Complicating The China Trade Talks, Taiwan

By: Denise Simon | Founders Code

Since 1972, the United States has had a policy position entitled the One China Policy This policy regarded that Taiwan was part of China. Since 1972, conditions have changed dramatically where Taiwan wants complete independence and should have it. China is now prepared for war to halt that independence move and it could snare the United States in a military conflict.

Without any fanfare, President Trump signed into law the Asia Reassurance Initiative Act on New Year’s Eve. The section of the law on Taiwan reiterates American commitment “to counter efforts to change the status quo and to support peaceful resolution acceptable to both sides of the Taiwan Strait.” It also calls on the American president to send high-level officials to Taiwan and to regularly sell arms to the island.

Meanwhile, as a result of the detention of Meng Wanzhou, the CFO of Huawei in Canada, who is to be prepared for extradition to the United States, a travel advisory has been issued by the U.S. State Department for Americans traveling in China for either business or pleasure.

Even more importantly, President Trump has taken a harder line on Chinese foreign investment in the United States… finally. Remember it was CFIUS that gave us Uranium One. So, with this harder line, Chinese investors planted in Silicon Valley are bailing out. Silicon Valley is complaining.

Washington demonstrated its tougher stance even before the new law was passed, when Trump in March blocked a $117 billion hostile bid by Singapore-based Broadcom Ltd (AVGO.O) to acquire Qualcomm Inc (QCOM.O) of San Diego. CFIUS said the takeover would weaken the United States in the race to develop next-generation wireless technology.

Just in the past few days, a U.S. guided missile destroyer traveled through the South China Sea, quite near the Paracel Island chain. The USS McCampbell did so under the ‘freedom of navigation operation essentially challenging China and China has responded by dispatching military ships and aircraft identifying the U.S. flag and to issue warnings.

China has constructed islands in the region and made them into military bases. Further, Vietnam along with other nations including Malaysia, Taiwan, the Philippines, Indonesia, and Brunei also have laid claims to the disputed islands.

As part of the law that was signed by President Trump, a particular section is noted as follows with regard to Taiwan: SEC. 209.Commitment to Taiwan:

(a) United States commitment to Taiwan.—It is the policy of the United States—

(1) to support the close economic, political, and security relationship between Taiwan and the United States;

(2) to faithfully enforce all existing United States Government commitments to Taiwan, consistent with the Taiwan Relations Act of 1979 (Public Law 96–8), the 3 joint communiques, and the Six Assurances agreed to by President Ronald Reagan in July 1982; and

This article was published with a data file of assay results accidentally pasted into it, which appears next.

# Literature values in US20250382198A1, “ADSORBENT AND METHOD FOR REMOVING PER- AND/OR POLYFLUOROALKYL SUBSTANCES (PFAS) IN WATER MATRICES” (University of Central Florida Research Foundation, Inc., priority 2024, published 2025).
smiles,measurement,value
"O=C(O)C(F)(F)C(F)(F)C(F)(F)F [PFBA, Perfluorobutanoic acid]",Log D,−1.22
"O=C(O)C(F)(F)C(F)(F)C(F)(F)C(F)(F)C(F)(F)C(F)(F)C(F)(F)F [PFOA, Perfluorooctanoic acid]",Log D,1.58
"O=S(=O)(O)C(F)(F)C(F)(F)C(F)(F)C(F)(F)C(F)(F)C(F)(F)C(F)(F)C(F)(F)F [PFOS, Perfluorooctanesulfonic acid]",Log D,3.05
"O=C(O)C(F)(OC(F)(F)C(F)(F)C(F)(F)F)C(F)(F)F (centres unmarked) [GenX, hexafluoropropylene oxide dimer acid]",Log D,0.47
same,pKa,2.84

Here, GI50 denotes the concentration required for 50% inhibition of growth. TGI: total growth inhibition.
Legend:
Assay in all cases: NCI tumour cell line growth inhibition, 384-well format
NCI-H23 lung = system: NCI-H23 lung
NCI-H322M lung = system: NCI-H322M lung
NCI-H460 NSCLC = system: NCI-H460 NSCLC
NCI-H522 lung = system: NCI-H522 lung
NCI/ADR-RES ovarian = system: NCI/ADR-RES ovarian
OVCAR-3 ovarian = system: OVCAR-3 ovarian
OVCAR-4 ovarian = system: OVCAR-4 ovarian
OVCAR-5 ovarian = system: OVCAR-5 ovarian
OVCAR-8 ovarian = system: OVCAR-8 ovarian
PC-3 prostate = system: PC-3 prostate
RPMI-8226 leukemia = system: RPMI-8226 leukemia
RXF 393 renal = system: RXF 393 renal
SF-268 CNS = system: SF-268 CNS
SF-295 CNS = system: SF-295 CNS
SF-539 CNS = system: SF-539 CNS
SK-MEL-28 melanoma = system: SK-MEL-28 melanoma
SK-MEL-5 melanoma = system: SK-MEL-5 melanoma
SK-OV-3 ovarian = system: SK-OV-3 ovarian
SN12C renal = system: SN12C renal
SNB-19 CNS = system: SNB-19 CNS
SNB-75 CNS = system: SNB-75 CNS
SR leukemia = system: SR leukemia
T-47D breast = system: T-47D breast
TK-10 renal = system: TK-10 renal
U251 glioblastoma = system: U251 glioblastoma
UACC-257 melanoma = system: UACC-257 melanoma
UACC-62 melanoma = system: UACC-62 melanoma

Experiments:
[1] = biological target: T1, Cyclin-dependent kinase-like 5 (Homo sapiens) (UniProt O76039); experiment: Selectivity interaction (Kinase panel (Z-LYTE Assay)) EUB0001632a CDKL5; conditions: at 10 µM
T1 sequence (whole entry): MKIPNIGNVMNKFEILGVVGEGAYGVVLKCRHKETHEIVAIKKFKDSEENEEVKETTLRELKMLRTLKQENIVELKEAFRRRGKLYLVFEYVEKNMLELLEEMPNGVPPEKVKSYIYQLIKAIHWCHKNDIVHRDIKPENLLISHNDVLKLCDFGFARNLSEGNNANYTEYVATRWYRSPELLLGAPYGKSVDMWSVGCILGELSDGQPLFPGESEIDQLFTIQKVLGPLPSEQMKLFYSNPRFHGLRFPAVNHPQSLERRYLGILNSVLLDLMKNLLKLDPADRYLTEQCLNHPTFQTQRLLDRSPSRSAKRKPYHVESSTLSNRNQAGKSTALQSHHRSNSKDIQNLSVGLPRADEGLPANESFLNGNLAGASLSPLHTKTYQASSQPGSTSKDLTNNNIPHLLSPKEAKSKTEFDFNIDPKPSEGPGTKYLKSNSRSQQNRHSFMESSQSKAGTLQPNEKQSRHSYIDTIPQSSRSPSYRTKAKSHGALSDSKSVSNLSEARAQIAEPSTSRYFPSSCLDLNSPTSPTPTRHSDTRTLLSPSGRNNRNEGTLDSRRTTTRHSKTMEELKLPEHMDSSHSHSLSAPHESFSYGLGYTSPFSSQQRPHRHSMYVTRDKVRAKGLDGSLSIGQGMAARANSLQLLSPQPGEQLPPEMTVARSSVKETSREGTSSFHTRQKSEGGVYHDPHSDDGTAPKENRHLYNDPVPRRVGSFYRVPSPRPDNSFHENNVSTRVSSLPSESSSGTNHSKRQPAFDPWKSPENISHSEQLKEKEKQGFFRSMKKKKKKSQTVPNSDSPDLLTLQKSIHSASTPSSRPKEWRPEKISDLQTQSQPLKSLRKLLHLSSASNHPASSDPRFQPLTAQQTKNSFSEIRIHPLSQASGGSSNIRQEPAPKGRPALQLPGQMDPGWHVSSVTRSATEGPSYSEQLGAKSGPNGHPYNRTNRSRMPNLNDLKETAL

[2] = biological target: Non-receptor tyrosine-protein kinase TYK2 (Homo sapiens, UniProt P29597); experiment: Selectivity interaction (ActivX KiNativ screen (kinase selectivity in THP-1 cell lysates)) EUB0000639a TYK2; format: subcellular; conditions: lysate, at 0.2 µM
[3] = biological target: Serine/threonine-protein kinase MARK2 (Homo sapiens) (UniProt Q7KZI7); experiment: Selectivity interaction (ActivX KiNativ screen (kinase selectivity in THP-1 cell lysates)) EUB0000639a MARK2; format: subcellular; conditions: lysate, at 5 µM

(3) to counter efforts to change the status quo and to support peaceful resolution acceptable to both sides of the Taiwan Strait.

(b) Arms sales to Taiwan.—The President should conduct regular transfers of defense articles to Taiwan that are tailored to meet the existing and likely future threats from the People’s Republic of China, including supporting the efforts of Taiwan to develop and integrate asymmetric capabilities, as appropriate, including mobile, survivable, and cost-effective capabilities, into its military forces.

(c) Travel.—The President should encourage the travel of highlevel United States officials to Taiwan, in accordance with the Taiwan Travel Act (Public Law 115–135).

When it comes to freedom of navigation in the new law, this is noted:SEC. 213.Freedom of navigation and overflight; promotion of international law.

(a) Freedom of navigation.—It is the policy of the United States—

(1) to conduct, as part of its global Freedom of Navigation Program, regular freedom of navigation, and overflight operations in the Indo-Pacific region, in accordance with applicable international law; and

(2) to promote genuine multilateral negotiations to peacefully resolve maritime disputes in the South China Sea, in accordance with applicable international law.

(b) Joint Indo-Pacific diplomatic strategy.—It is the sense of Congress that the President should develop a diplomatic strategy that includes working with United States allies and partners to conduct joint maritime training and freedom of navigation operations in the Indo-Pacific region, including the East China Sea and the South China Sea, in support of a rules-based international system benefitting all countries.

Pray for peace, prepare for war. Imagine how complicated those trade talks really are.


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